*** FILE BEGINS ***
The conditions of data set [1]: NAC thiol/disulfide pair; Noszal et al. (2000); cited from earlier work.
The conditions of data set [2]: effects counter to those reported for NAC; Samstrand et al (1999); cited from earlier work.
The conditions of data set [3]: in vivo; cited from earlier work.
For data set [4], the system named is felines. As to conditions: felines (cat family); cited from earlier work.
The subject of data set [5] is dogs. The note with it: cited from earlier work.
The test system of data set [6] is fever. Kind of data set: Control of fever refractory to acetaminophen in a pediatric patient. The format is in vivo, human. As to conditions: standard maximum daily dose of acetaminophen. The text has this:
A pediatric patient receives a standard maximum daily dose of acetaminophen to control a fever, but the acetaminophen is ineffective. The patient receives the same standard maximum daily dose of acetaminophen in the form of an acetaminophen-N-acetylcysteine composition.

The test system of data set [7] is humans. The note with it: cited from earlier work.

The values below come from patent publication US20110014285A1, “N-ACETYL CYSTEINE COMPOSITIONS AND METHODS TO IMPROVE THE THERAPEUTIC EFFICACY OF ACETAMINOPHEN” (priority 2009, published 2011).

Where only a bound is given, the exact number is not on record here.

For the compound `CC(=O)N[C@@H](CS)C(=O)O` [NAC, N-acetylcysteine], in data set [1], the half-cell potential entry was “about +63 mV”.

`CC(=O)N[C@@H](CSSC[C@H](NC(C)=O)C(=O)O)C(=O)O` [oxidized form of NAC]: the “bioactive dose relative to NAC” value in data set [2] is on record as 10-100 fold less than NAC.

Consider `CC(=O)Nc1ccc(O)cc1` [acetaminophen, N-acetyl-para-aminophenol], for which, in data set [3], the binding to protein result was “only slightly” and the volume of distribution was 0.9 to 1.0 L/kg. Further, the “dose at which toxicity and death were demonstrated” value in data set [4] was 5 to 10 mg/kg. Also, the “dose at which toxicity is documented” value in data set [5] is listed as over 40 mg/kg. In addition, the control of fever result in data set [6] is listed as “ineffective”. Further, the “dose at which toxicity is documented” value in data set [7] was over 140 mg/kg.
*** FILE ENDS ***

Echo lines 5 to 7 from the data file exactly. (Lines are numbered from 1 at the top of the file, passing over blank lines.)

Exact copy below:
The subject of data set [5] is dogs. The note with it: cited from earlier work.
The test system of data set [6] is fever. Kind of data set: Control of fever refractory to acetaminophen in a pediatric patient. The format is in vivo, human. As to conditions: standard maximum daily dose of acetaminophen. The text has this:
A pediatric patient receives a standard maximum daily dose of acetaminophen to control a fever, but the acetaminophen is ineffective. The patient receives the same standard maximum daily dose of acetaminophen in the form of an acetaminophen-N-acetylcysteine composition.